Disaster Profile and Vulnerability Context of Maldives
Maldives is a low lying island nation comprising of over thousand tiny islands, out of which 187 are administrative islands, 109 are resort islands and 128 are Industrial islands. All islands are subjected to physical vulnerability due to the country’s extremely low elevation and the flat topography. The wide dispersal of its population of 3 hundred thousand, across the islands is also a significant contributing factor. The frequency of natural disaster of large scale is relatively low in Maldives. However, the 2004 Indian ocean Tsunami brought devastating impact to the life of its people, economy and development progress. The event also brought disaster preparedness to the forefront of government attention due to its huge impact on its population throughout the nation. Generally, the Maldives, regularly get affected by high frequent, low impact seasonal events such as monsoonal flooding, coastal erosion, salt water intrusion and intense sea surges related flooding due to sea level rise.
Maldives is exposed in the open sea to Tsunamis that may develop in the active Sumatra fault. Therefore the eastern sectors of the northern and central islands are highly exposed to tsunamis generated in the Indonesia Region. The northern islands have the greatest exposure to surge hazards and cyclones.Maldives experience thunderstorms, flash floods and water shortage during the dry North east Monsoon.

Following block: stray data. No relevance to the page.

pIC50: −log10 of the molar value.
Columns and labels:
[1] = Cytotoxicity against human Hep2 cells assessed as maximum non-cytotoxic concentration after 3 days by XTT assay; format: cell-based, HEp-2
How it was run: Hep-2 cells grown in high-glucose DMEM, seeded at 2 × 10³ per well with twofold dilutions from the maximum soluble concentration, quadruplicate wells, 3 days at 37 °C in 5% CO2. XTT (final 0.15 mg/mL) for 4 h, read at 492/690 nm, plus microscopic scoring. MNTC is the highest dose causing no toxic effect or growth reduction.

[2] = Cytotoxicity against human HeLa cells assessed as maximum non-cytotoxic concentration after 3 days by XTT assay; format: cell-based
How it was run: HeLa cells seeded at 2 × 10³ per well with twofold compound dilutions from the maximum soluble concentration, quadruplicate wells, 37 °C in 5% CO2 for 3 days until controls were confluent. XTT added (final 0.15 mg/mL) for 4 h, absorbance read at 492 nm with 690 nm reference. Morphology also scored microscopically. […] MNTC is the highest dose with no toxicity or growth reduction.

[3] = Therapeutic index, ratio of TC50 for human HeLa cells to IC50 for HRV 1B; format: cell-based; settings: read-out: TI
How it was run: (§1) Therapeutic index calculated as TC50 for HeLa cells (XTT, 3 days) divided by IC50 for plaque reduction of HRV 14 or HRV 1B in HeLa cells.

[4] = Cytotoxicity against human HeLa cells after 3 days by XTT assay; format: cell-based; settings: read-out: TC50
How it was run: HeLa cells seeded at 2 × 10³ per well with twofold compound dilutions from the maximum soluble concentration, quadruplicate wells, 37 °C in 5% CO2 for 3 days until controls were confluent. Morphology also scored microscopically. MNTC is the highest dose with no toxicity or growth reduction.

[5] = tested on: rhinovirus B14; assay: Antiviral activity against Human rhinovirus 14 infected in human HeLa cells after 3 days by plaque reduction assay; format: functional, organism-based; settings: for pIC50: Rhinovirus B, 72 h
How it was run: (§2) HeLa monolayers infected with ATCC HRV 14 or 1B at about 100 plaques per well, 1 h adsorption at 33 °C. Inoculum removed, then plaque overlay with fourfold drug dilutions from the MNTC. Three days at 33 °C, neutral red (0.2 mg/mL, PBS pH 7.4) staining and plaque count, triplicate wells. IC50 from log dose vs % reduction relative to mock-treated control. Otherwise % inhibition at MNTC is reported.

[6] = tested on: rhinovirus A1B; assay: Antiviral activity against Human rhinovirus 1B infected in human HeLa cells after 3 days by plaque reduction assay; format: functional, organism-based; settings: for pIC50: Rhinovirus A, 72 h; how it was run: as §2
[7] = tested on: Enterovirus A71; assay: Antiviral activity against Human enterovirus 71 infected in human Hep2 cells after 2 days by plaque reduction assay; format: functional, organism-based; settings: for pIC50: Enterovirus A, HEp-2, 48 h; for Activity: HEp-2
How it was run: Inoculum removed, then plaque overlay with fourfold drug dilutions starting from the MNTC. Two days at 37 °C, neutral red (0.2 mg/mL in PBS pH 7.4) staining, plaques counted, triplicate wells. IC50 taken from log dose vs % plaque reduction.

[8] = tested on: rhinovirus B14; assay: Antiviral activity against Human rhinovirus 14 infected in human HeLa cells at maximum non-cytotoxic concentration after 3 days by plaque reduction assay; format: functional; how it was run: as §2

Over the next ten years, there is an estimated 10 percent probability of a storm hitting the northern atolls with wind speed from 118 to 177km/h (category 1 and 2 on the Saffir-Simpson Hurricane Scale). Due to low elevation, Maldives is most vulnerable to hydro-meteorological hazards. The northern island are sometimes affected by weak cyclones that form in the southern part of Bay of Bengal. However, cyclones rarely cross directly over the Maldives. Strong winds, floods due to high rainfall and storm tides sometime cause damage to property and livelihoods. Lack of drainage system in almost all islands exacerbate damage.
The Maldives is highly exposed to weather and oceanic hazards. Most islands lack coastal protection measures or windbreaks to withstand strong wind or tidal waves. The island communities are therefore extremely vulnerable to damages related to gusty wind and flooding related to tidal waves. Vulnerability is intensified by the fact that many islands have settlements and critical infrastructure such as schools, island council, power plant health center etc. near the shoreline. Many of these facilities are on the coast.
Climate change is a significant and an apparent issue for the Maldives. The maximum sea level rise of 59 centimeters by 2100 predicted by the Intergovernmental Panel on Climate Change due to global warming is expected to make intense flooding incident more frequent and coastal erosion more prevalent. According to past 10 years record, changes in weather patterns cause yearly shortages of drinking water in almost 40 percent of inhabited islands.
Due to the spread of the islands in a vast ocean, its logistically difficult to provide emergency assistance to islands affected by a disaster in a timely manner. Local response forces, with limited resources, lack in their capacity to respond to disasters. Therefore are only partly functional. National Response agencies and partner organizations with in their established coverage thorough out the nation are working on establishing effective local response to disasters.